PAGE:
Experts on architectural coatings and stability

Architectural coatings have to withstand UV-radiation, rain, dust, fungal growth and more. At the same time, they should stay aesthetical pleasing for a long time. We spoke with experts about this issue and how climate change will affect architectural coatings.

(Picture: gpointsudio - -

Regardless of if one lives in their own house or in a rented flat, everyone wants their home to look good – from the inside as well as from the outside. The latter is much easier to achieve if your exterior wall paint has a high degree of outdoor durability. However, “durability can be defined in various ways, e.g. visual durability, mechanical durability and even in some cases mild chemical durability given the elements of exposure”, explains Mehmet Göbken from Synthomer. Also, he adds, the climate conditions vary depending on the geographic location. “Colour trends may also vary from market to market, which then brings different challenges to polymer design and paint formulations”, he says.  

Liz Hickson Hempel

Liz Hickson is a Marketing Director at Hempel Decorative Europe.

Facotor climate change

The climate is also a factor that Liz Hickson and Oliver Reis from Hempel underline. They say: “The changes in our climate will be the biggest challenge” and that “the impact from dirt, fungal or algal growth and increasingly air pollution in larger cities are pushing the limits of technologies and the capabilities of exterior masonry paints.” Additionally, they expect that rising temperatures and extreme weather conditions will shorten the application time.  

Mehemt Gökben states that Synthomer tries to design polymers that cover as much of such conditions as possible. “We usually have different monomers (including functional) in our toolbox to design the best fitting backbones as the basis.

Mehmet Gökben Synthomer

Mehmet Gökben is the Head of Technical Service Coatings at Synthomer.

We look at different factors from the environment and try to shield the polymer against them.” He also mentions the requirements for environmental, health and safety regulations, as further factors that can make the design process more complex. “Perhaps end consumers are not aware of how hard the value chain in coatings is working to provide the same performance while updating products and formulations to meet the regulations and directives”, he says.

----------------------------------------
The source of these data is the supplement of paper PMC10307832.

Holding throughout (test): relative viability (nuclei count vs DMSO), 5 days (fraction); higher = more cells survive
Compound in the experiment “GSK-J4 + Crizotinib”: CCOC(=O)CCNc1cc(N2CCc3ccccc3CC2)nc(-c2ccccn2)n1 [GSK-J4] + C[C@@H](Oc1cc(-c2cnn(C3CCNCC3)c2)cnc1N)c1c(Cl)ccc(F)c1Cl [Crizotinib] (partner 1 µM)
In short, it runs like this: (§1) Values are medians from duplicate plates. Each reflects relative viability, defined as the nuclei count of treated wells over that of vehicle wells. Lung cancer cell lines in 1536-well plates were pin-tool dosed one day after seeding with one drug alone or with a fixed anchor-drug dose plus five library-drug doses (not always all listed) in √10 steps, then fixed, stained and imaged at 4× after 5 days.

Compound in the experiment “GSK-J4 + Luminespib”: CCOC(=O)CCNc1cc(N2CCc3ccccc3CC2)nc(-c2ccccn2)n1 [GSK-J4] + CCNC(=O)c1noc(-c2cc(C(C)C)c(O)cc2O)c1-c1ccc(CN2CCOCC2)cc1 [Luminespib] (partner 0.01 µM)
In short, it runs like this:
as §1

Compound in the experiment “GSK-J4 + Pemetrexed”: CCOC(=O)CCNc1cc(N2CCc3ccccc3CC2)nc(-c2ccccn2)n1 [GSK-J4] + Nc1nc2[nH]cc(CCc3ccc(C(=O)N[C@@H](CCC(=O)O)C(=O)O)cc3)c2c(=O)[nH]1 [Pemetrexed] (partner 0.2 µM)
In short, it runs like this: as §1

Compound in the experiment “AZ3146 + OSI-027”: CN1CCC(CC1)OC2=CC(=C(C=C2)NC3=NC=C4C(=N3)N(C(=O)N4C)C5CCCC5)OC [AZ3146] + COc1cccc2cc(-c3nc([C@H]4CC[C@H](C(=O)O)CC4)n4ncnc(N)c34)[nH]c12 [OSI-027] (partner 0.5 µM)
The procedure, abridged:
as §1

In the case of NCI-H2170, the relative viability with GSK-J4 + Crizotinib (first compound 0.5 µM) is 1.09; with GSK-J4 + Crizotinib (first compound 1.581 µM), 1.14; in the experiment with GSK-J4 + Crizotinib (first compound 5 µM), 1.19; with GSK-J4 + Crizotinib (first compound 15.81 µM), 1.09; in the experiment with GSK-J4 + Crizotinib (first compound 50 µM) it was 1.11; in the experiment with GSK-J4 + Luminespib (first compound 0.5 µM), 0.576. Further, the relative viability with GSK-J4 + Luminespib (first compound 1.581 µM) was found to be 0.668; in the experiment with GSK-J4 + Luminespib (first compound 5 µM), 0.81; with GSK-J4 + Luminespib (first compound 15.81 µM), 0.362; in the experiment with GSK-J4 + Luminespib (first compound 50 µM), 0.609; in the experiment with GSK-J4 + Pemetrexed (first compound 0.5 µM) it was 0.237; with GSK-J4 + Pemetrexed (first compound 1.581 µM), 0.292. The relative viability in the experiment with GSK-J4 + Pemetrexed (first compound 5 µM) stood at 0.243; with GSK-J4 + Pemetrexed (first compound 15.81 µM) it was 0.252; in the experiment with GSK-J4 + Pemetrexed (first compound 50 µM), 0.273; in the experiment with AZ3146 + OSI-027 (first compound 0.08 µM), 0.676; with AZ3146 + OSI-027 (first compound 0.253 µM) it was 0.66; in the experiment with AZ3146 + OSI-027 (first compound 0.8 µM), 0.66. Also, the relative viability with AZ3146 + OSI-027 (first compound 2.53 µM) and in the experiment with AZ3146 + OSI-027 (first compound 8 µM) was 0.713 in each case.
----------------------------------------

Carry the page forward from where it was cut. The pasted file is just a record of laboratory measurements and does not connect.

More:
Sustainability key issue

For Liz Hickson and Oliver Reis sustainability is a key issue for consumers and the coatings industry alike. “Sustainability goes beyond the products, and will include the entire value chain”, they explain and add: “We have a dedicated focus on new bio-sourced, renewable or biodegradable raw materials and components as an alternative to traditional ingredients.”  

Oliver Reis Hempel Decorative Europe

Oliver Reis is a R&D Director at Hempel Decorative Europe.

As one part of this value chain, Synthomer is trying to play its part. As Gökben explains “some major changes within Synthomer are planned to be implemented short-to-midterm to contribute to a more livable future.” Among others this are linked to emission and water management, resource efficiency, energy management, urbanisation and managing or even eliminating harmful migratables substances.

Migratable substances is also a topic that Hempel is looking at. Aside from low VOC paints they are working on allergy-friendly paints that help limit exposure to airborne triggers of asthma and allergies. “We also see a strong tendency towards solutions that filter out emissions, pollutions or odours”, says Liz Hickson.  

This article is based on an interview in the European Coatings Journal 1/2020. The complete interview is available at European Coatings 360°.

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